It’s common for customer centric initiatives to be assigned to teams of mid-level functional managers. Executives take a wait and see approach. These new “customer centricity teams” can come up with some pretty heroic and creative ideas.

But, ideas die quickly.

Ideas evoke mixed reactions among executives, who filter them through their respective lenses. Without clear connections to targeted business outcomes, even the best ideas have little chance of surviving an executive team’s scrutiny.

If you’re committed to improving your customer experience to achieving real business results, please contact us. We’d love to hear from you.


Whyze Group works with B2B and B2B2C Fortune 500 organizations. The company has been recognized by the Baldrige National Quality Program, business associations and numerous business media as a leader in product innovation. Inquiries:, (440) 785-0547.

May 22nd, 2012

How to Stimulate Innovative Thinking

Completes assigned tasks. Meets deadlines…Daydreams effectively? Can companies really stimulate innovating thinking?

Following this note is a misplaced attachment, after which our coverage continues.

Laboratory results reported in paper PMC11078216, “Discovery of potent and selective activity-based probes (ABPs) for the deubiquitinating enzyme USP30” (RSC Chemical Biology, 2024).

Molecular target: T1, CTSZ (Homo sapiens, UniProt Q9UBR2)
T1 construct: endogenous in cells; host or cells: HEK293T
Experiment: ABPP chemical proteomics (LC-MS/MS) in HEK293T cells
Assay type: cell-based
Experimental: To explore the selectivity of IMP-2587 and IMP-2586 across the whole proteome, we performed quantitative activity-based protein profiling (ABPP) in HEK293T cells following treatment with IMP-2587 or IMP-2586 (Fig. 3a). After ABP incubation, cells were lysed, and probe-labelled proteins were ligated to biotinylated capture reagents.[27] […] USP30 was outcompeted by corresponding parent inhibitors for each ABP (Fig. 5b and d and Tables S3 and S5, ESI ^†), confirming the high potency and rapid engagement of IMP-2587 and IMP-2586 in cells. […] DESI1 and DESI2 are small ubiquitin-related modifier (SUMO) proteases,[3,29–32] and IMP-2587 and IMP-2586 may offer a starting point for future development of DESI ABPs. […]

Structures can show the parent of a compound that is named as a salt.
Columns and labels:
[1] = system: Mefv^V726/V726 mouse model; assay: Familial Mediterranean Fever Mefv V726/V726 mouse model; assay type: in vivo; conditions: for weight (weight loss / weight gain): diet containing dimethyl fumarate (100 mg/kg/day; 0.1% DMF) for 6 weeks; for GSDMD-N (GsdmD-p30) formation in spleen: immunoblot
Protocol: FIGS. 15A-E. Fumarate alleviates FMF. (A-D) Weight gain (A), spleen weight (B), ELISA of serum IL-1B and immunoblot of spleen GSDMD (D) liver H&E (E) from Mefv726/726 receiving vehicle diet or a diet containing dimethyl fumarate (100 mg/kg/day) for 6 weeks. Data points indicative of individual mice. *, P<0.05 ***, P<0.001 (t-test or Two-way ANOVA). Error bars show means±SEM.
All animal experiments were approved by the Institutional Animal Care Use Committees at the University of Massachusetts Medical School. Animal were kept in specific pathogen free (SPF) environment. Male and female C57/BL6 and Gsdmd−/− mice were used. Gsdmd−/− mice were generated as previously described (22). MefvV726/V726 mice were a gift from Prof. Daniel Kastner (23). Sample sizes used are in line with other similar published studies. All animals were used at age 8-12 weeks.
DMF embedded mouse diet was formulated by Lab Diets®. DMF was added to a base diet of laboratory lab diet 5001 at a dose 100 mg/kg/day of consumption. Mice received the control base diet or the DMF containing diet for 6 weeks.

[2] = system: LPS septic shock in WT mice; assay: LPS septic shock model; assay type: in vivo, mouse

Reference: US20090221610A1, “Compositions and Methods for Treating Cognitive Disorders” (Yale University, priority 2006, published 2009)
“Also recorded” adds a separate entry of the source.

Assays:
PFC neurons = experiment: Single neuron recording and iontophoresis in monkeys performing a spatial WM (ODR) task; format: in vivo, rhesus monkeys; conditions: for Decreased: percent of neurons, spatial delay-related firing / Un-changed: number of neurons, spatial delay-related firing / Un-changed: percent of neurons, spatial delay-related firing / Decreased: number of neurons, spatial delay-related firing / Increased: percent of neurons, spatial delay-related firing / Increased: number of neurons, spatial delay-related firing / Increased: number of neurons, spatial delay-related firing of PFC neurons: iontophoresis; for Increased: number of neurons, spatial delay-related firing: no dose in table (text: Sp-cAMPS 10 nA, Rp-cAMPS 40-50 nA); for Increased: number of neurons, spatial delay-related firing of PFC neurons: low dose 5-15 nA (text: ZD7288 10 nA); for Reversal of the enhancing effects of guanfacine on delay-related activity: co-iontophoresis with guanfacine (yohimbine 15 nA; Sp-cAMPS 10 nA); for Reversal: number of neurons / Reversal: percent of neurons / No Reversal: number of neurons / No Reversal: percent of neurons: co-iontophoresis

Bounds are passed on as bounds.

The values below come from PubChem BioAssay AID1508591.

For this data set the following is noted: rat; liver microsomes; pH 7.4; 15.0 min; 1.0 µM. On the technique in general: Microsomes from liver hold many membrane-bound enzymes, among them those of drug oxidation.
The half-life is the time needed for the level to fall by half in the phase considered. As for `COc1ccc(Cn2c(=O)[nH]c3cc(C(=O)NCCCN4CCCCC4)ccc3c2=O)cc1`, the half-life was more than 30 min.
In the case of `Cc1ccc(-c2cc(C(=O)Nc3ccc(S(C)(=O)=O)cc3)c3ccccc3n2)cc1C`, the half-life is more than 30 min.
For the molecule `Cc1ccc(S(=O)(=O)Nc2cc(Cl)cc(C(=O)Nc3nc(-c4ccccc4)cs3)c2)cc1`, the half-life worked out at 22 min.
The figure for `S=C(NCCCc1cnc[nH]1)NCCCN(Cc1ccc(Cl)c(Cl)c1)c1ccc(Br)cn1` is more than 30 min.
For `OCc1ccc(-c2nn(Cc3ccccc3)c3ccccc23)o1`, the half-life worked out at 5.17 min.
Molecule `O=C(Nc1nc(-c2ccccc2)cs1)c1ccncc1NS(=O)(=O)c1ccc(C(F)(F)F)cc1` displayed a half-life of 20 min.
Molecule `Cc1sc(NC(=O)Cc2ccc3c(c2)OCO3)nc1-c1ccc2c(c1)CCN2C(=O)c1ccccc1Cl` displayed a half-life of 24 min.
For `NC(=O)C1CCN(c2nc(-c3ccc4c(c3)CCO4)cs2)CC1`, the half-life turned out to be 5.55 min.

In the Cleveland Plain Dealer this Sunday, Mary Doria Russell writes about Imagine, a new book by Jonah Lehrer about how creativity really works.

Lehrer writes that creation isn’t a linear process. Innovators are ordinary people who encounter predictable walls. Rather than beating their heads against them, they quit. They find ways to go around them.

Everyone encounters barriers.

Successful innovators who’ve hit walls have something in common: They quit.

They didn’t quit their jobs. They gave up on unproductive lines of reasoning. “They really, truly gave up, often howling in frustration,” Lehrer says.

That’s when innovators “go forward by stepping sideways.” They quiet the linear, rule-constrained left side of the brain. Then, they unleash the conceptual, imaginative, right side. Your right brain soars with your best ideas when you’re just dozing or standing in the shower. The right brain makes unexpected connections. “Suddenly, you just know.”

Another Sunday paper described a painter who abandoned the conventional rules of the art game and built a $100 million a year business. His name is Thomas Kinkade, “painter of light.” Kinkade’s works hang in one out of 20 American homes.

The Sunday New York Times describes how Kinkade imagined a new path to success. He ignored the art critics, targeted consumers who rarely bought art and bypassed art gallery distribution channels. He chose instead to sell his sentimental, mass-produced paintings directly to consumers. He marketed his works through franchise galleries, cable television and online.

If you’re not advancing on the path you’re on, quit. Imagine another route to connecting with customers.